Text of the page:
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Current, former Buckeyes, OSU officials blast report of racially-charged incident involving Zach Smith

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Regardless of how hard they try, Ohio State simply can’t distance itself from Zach Smith.

According to a report from college football reporter Brett McMurphy, the father of Trevon Grimes claims that his son, a former Ohio State wide receiver, was the victim of a racial epithet lobbed at him by former OSU receivers coach Zach Smith.  Specifically, LeBron Grimes claimed, Smith called his son a “bitch ass [N-word]” during a late September practice in 2017.

Grimes declined to answer questions about the allegations, telling McMurphy “I have no comment on that.” However, three of Grimes’ current Florida teammates — the receiver transferred from the Buckeyes in October of last year and landed with the Gators two months later — claimed that Smith directed the N-word at Grimes.  Those players were not identified as they spoke to McMurphy on the condition of anonymity.

“I’ve never said [the N-word] in my entire life. I’ve never been in a fight with a player in my life. Never. That never happened,” Zach Smith stated.

“If my ex-husband is the person spreading these rumors, everyone should know that neither I nor TreVon have any contact with him whatsoever,” Leah Grimes, Trevon Grimes’ mother and LeBron Grimes’ ex-wife, said in a portion of a statement. “He knows nothing about my health and nothing about TreVon’s transfer to UF. He is an abuser and the worst kind of role model, and he is no longer in TreVon’s life.”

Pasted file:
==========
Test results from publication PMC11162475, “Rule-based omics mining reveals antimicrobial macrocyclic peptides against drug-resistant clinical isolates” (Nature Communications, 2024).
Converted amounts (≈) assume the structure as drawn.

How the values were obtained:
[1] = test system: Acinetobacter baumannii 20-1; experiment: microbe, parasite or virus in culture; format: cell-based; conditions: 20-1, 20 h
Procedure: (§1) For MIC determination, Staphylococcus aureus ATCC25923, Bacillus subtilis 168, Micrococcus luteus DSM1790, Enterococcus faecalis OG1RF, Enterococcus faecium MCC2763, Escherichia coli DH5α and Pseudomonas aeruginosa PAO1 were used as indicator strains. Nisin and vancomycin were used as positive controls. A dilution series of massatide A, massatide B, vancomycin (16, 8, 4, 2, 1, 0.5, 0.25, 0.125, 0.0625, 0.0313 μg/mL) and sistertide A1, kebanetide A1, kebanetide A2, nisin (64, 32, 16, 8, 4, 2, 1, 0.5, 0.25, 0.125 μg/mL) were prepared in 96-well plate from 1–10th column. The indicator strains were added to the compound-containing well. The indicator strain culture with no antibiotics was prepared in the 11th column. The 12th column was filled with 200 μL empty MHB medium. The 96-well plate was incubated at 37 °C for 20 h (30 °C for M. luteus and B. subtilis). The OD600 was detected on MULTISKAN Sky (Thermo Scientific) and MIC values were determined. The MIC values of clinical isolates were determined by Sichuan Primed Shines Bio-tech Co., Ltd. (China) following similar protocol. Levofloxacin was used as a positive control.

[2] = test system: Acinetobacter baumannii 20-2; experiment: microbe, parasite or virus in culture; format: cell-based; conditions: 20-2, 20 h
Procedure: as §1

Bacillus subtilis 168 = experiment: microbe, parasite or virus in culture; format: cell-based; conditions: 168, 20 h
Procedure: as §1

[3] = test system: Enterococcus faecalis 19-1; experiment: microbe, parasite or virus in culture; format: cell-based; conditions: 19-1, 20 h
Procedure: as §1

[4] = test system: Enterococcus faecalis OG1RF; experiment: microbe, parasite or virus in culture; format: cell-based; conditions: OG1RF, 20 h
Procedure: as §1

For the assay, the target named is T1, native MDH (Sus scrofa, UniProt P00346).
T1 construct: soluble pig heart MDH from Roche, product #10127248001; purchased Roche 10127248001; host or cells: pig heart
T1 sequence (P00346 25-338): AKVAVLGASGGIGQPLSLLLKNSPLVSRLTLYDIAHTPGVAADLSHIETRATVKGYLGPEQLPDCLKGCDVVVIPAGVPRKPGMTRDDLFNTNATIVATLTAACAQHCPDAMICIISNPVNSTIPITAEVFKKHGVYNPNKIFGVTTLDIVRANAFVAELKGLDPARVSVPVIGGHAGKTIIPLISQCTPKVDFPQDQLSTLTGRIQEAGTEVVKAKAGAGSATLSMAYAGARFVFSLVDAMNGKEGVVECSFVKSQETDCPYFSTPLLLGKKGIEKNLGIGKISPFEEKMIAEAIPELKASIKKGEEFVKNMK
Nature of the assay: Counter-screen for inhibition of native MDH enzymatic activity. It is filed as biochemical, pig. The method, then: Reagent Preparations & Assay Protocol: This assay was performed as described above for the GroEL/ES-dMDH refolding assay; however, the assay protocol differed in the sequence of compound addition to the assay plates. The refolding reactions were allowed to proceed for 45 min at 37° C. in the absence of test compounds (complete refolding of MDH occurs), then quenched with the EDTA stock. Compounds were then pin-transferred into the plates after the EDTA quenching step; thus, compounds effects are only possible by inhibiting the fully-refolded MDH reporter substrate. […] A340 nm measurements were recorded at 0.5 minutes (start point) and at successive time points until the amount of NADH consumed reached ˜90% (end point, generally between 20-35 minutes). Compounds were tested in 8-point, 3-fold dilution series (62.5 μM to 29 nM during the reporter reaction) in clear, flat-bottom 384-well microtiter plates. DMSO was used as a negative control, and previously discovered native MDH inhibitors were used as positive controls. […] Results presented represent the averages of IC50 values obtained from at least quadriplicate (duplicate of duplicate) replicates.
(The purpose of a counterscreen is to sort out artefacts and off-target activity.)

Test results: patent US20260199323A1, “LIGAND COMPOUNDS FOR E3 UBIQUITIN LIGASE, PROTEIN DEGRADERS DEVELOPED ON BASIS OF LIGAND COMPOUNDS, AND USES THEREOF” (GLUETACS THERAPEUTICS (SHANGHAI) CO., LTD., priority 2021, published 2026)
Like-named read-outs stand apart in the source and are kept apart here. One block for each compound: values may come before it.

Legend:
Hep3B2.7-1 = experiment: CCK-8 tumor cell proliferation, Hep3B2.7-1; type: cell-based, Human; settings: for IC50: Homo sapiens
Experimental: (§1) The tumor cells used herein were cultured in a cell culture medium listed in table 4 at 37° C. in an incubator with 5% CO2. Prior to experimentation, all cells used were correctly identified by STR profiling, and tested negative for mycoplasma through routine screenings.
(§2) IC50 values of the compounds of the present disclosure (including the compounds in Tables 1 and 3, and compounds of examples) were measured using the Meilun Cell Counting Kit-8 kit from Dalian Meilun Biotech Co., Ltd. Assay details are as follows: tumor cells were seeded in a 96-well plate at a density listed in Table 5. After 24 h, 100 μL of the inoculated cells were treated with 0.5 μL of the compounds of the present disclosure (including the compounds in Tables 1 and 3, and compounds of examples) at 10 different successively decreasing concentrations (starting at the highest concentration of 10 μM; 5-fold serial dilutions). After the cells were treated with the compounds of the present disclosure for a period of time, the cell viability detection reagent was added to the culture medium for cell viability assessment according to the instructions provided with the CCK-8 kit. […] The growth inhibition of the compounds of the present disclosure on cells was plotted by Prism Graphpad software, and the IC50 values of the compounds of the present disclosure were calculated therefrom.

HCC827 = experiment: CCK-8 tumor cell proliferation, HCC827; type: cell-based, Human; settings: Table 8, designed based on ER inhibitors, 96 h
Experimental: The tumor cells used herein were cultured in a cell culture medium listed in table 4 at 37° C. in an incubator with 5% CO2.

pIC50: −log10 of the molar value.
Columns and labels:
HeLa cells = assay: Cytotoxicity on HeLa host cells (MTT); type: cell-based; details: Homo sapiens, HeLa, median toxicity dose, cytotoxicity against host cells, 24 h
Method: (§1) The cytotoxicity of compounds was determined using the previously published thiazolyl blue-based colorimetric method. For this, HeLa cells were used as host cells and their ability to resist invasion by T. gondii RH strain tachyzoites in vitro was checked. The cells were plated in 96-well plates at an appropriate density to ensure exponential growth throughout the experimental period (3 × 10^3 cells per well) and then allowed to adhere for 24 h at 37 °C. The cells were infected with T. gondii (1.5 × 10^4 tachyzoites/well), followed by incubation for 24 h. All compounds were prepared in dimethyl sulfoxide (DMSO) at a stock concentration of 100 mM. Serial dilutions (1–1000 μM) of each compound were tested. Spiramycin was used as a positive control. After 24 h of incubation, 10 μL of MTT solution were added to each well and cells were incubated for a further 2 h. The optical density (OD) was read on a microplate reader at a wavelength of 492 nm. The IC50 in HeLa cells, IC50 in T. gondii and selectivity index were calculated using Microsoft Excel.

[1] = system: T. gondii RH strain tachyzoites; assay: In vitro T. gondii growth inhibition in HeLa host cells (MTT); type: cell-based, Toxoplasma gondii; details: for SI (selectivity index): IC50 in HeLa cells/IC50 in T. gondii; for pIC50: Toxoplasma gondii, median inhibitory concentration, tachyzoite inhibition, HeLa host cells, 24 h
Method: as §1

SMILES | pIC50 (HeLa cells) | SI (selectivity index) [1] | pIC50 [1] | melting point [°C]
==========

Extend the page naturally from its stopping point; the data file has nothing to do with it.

In McMurphy’s report, it’s also alleged that Urban Meyer had essentially covered up the incident and swept it under the rug.  In very strongly-worded statements, both OSU president Michael Drake and athletic director Gene Smith refuted the report and said they stand behind their head football coach.

“The accusations made today by Brett McMurphy regarding our coach and the reasons for the transfer of Trevon Grimes are unequivocally false,” Smith said. “Urban Meyer embraces diversity and would absolutely never support an environment of racism. It simply isn’t tolerated here. And as an African-American, football player and collegiate administrator, I personally can say that our coaches, student-athletes and support staff know there is no place for any such behavior within our programs, at The Ohio State University or anywhere.”

Additionally, numerous current and former Buckeye football players — most of whom said nary a word when Smith’s domestic issues surfaced — took to Twitter to very vociferously dispute allegations made in the report that something racial occurred between Smith and Grimes.

The tweet from Martell, incidentally, was retweeted by Trevon Grimes, who, through a UF spokesperson, told McMurphy for his story to “not believe anything [LeBron Grimes] tells you” as he has not seen or talked to his father in more than two years.

Texas to honor ’69 champs with throwback uniforms

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Some traditional powers in college football (Notre Dame, Ohio State, Nebraska) can get away with changing their uniforms every so often. Others cannot, or are simply too timid to try (Texas, Alabama, Penn State). Yet almost all of them get the itch to switch things up from time to time, so they end up mining their not-that-different past for some much-needed variety.

Such is the case at Texas, where the No. 15 Longhorns will wear 1969 throwbacks against Kansas.

The ’69 season was a nice one at Texas, where Darrell Royal‘s ‘Horns scored wins over No. 8 Oklahoma, No. 2 Arkansas (in arguably the biggest game in college football history) and No. 9 Notre Dame en route to the school’s first of two straight national championships and second of four overall.